- Instantly calculate call and put option prices in Excel
- Calculate and plot Greeks – delta, gamma, theta, vega, rho
- Analyse effects of different factors on option prices and Greeks
- Based on Black-Scholes model + Merton’s extension to account for dividends
- Works with both European and American options, also commodity/FX options
- Works in all versions of Excel from Excel 97 to Excel 2016
- Very simple navigation – start using it immediately
- Detailed user guide if you need to know more
How It Works & Screenshots
Enter parameters in the yellow cells: underlying price, strike price, volatility, interest rate, dividend yield. The user guide provides detailed explanation of each.
You can set time to expiration either as pricing date and expiration date, or as number of days remaining to expiration. The calculator also works with fractions of days to handle intraday pricing.
You will instantly see the resulting option price and Greeks. The Greeks, like delta, gamma, theta or vega, measure sensitivity of option prices to changes in the individual parameters and therefore are very useful for managing option positions. You can find detailed explanation of the Greeks in the user guide.
For even better understanding of your option’s exposure to different factors you can see the effects of changing underlying price, volatility or time to expiration in the charts.
For instance, the screenshot below shows the effect of time to expiration on a call option’s price and delta, demonstrating how this particular option will lose value as it gets closer to expiration.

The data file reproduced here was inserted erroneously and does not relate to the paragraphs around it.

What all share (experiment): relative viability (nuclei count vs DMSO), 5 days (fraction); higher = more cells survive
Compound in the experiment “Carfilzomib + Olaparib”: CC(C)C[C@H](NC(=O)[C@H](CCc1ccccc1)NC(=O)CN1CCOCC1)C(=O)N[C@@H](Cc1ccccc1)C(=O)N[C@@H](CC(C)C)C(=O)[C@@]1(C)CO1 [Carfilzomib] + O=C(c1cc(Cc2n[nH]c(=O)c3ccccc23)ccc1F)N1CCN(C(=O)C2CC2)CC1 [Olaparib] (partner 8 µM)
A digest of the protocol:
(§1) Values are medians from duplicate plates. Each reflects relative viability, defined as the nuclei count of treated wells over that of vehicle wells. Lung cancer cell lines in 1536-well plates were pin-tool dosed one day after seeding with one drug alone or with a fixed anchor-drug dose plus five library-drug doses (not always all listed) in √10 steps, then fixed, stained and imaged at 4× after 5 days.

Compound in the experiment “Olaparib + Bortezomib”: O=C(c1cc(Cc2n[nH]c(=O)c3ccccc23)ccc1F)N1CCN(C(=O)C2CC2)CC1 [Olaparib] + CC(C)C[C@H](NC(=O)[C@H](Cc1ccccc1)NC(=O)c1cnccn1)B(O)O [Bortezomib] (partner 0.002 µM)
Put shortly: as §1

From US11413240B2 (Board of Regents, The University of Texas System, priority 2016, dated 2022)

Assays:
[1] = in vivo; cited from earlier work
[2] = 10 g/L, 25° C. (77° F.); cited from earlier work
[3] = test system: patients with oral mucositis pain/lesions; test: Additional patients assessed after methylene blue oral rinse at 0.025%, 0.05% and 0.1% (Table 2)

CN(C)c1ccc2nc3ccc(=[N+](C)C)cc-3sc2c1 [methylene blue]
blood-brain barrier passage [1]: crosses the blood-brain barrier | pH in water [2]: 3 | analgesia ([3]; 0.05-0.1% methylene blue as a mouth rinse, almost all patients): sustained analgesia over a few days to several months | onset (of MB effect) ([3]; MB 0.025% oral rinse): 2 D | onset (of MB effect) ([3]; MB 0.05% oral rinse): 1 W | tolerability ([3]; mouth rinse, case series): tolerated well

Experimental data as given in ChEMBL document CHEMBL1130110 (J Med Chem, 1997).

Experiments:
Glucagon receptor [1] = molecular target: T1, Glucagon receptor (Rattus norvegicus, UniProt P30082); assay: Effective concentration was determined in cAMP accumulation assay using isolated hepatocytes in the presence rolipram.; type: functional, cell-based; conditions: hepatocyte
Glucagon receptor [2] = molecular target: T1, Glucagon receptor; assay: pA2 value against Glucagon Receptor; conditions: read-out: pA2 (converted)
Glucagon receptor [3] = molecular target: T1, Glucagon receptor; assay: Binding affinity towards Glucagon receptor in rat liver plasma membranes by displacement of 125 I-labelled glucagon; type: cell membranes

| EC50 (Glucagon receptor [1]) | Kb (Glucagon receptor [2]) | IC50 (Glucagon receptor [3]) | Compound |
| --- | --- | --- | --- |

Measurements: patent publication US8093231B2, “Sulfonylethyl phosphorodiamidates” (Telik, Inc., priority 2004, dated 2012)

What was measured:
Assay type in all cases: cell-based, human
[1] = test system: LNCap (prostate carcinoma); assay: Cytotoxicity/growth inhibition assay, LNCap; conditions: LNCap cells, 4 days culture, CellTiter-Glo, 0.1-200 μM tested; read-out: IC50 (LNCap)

You can control the charts in the chart settings area on the left.
The charts can display effects of any of the parameters on an option’s price and/or any of the Greeks.
You can also easily adjust the scale to zoom in or out.
The calculator helps you stay in control, understand the risks and behaviour of a position under any possible situation, and make faster and better decisions.
Besides detailed step-by-step instructions for using the calculator, the guide also explains the assumptions and theoretical background of the Black-Scholes option pricing model, provides all the formulas for option prices and Greeks, and explains the particular Excel implementation.
Black-Scholes Calculator Guide Contents
- Quick Start …3
- Main Sheet Overview …6
- Calculating Option Prices …7
- The Greeks …12
- Simulations and Charts …16
- Estimating Volatility …21
- Option Pricing Model and Assumptions …24
- Formulas Used …27
- Calculation Area and Functions Used …29
- Common Technical Problems …32
- References …33
More assistance is available via email support.
Frequently Asked Questions
Is it a one-time payment or monthly/recurring?
One-time payment, yours forever.
Does it work in my version of Excel?
The calculator works in all versions of Excel from Excel 97 to Excel 2016, also including Office 365 and Excel for Mac. For older versions you may need to use a different version of the calculator, which is also included.
Does it work in OpenOffice / LibreOffice / Apple Numbers / other spreadsheet software?
It may work in some, but unfortunately we can’t guarantee it and can’t provide support for software other than Microsoft Excel.
Are the formulas freely available?
Yes. The calculator only uses the basic built-in Excel formulas or their combinations. Everything is freely available, nothing hidden or password protected. You are free to change any formulas and customize the calculator.
How do I pay? Is it secure?
You can pay by credit/debit card or PayPal. All payments are processed by PayPal, but you don’t need a PayPal account to check out when paying with a card.
I have other questions / need more information.
Please contact us.
Related Calculators – Often Bought Together
Implied Volatility Calculator – Does the inverse of the Black-Scholes Calculator: Calculates IV from option prices and helps you understand the essential volatility input.
Option Strategy Payoff Calculator – Good to learn about individual option strategies and their payoffs at expiration. Draws payoff diagrams; calculates max profit, max loss, risk-reward ratios and break-even points.